The pumped gas should not block the LBI summer

(Photo taken by Jack Reynolds)

Business people wondering how rising gas prices will affect summer tourism can be encouraged by those who say LBI’s ease of access is a plus in attracting people here.

The perspective of Lori Pepenella, CEO of the Southern Ocean County Chamber of Commerce, comes from past experience in 2008, when gas prices approached $5 a gallon. The people of New Jersey still needed a summer.

“When I joined the chamber, I remember being very upset that gasoline was about to hit $5 a gallon and people could jump on planes to go somewhere else. ‘was a lot cheaper,” Pepenella told The SandPaper’s question. “That situation seems very different to me. Our way of working is so much different now than it was before the pandemic. We already have people who are here.

And those interested in LBI are not far behind. “We are within reach of such a large population within an hour and a half of major cities that it will always be economically viable,” Pepenella pointed out. “In the summer there are a lot of weddings and special events that people are committing to, vacation rentals that involve multiple family members, so that’s where they’re going to get together, so it there’s dedication,” she noted.

“I don’t think it will affect weekly rentals; I think it will improve it,” predicts Duane Watlington, whose site vrlbi.com (Vacation Rentals LBI) markets vacation homes for homeowners and real estate brokers.

As people see gasoline prices rise, they may want to stay even closer to home, observers say.

A recent trend of “staycation” is still in play, Watlington sees.

“The majority of our rentals come from New Jersey and New York, less than three hours away. How much does that gas cost compare to “put the kids on a plane and fly”? It’s going to be expensive…we have beautiful beaches here.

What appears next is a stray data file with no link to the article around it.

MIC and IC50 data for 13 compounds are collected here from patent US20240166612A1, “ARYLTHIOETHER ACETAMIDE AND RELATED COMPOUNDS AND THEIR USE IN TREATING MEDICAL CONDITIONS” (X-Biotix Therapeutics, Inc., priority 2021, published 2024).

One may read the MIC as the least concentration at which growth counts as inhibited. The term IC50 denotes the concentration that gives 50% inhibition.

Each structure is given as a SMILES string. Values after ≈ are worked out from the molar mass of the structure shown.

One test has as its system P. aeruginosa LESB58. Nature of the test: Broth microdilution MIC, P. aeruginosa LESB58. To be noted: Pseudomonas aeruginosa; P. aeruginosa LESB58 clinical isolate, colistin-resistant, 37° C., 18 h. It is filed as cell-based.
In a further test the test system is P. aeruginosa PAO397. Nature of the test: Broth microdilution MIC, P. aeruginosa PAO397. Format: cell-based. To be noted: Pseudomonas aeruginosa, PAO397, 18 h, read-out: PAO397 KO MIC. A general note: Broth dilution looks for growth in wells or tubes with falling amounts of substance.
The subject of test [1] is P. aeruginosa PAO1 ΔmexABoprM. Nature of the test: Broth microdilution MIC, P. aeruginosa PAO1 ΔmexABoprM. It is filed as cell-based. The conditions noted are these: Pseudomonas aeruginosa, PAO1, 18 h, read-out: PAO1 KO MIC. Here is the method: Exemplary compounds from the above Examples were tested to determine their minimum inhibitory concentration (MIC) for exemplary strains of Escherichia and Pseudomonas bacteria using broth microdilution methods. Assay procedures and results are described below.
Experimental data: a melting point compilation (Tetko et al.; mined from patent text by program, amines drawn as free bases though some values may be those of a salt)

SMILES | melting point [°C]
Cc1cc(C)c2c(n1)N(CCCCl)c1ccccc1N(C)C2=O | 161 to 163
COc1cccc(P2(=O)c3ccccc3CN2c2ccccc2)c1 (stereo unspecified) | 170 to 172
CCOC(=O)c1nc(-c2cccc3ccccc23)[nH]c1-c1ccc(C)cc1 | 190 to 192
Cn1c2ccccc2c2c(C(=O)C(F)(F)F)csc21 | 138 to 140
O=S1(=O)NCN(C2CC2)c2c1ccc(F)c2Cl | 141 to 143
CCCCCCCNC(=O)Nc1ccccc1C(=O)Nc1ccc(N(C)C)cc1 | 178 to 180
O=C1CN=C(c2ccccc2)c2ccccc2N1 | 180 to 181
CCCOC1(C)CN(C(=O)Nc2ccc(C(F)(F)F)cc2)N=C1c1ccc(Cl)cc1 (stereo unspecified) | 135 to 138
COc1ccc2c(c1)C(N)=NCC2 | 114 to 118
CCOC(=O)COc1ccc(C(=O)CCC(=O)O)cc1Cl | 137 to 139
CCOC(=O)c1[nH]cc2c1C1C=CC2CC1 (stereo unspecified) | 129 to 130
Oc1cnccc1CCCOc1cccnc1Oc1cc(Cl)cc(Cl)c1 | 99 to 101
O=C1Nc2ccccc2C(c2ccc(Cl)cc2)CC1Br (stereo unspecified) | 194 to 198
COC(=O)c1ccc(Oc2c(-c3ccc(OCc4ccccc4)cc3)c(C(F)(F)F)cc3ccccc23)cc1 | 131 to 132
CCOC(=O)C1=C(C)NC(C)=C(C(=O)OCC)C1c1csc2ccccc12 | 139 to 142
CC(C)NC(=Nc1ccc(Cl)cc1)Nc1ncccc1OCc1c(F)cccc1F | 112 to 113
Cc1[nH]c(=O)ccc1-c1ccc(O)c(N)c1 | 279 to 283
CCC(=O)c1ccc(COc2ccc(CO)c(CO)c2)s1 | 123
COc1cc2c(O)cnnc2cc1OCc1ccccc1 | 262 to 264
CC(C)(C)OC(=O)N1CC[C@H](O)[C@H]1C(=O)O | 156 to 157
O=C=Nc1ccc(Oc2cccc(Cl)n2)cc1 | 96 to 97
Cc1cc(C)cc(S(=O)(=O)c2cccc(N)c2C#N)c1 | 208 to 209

Gasoline price hikes come today at the same time the shoreline is an escape to fresh air in what Watlington called “our third COVID bump” year.

Reservations have come earlier since the pandemic, he said. Regarding bookings made months ago, “I still think the Omicron variant has scared a lot of people off again on vacation close to home,” he said. “And the scarcity of rentals over the past two summers has prompted many people to plan early.

“Bookings are already very strong and ahead of schedule. For the 10 weeks of summer, we have about 8% of our rentals left. Some weeks availability is less than 2%.”

To be clear, many choices are still open, depending on the week. The most available weeks remaining are June 25, when 18% of the choices are still open, and August 27, with 32% available.

When a spring weekend heats up, it gives businesses a “sneak peek” to gauge interest.

“He warmed up to 10 degrees, and that’s all it took to get in the car and do a lap,” Pepenella said. “Gasoline prices are high, but so is the value of your destination. The trends we’re seeing may show even longer stays, especially among second homeowners.

Another factor in favor of travelers is the better fuel efficiency of cars than in 2008.

“We are optimistic but still cautious,” summed up the CEO of the chamber. “We want to make sure that everyone, when they come down, feels the experience here is good and worth the trip, and we know that we always meet and exceed those expectations. So we have a good base to start with.

Watlington said traffic to the VRLBI website was steady.

“I’ve lived here all my life; shore is always an option, especially for a weekly charter. There might not be as many day trips, which would affect us more if we were a community like Belmar.

Typical owners of a second home on LBI, while eager to use the home themselves, split some of their weeks to pay for expenses, Watlington said.

“Then there are the real investors, who will buy a house, tear it down, build a new house and rent it out, or buy a duplex that they can just rent out, and not use it.”

Prices for VRLBI rental properties vary. There are 60 ads that cost less than $2,000 a week, and there are three that cost $50,000 or more. Another is listed at $45,000, and there are seven in the $30,000 range. The average cost is between $5,000 and $10,000 per week.

“Prices are up, especially for beachfronts and especially for homes with pools,” Watlington said.

High-end rentals are “mostly full,” he said, but some weeks are open. “There is a smaller audience for these properties.” The $55,000-per-week rental “is fully booked from May 21 through September 10.” A $45,000 beachfront with pool in North Beach is already booked from July 1 through September 6.

— Maria Scandal

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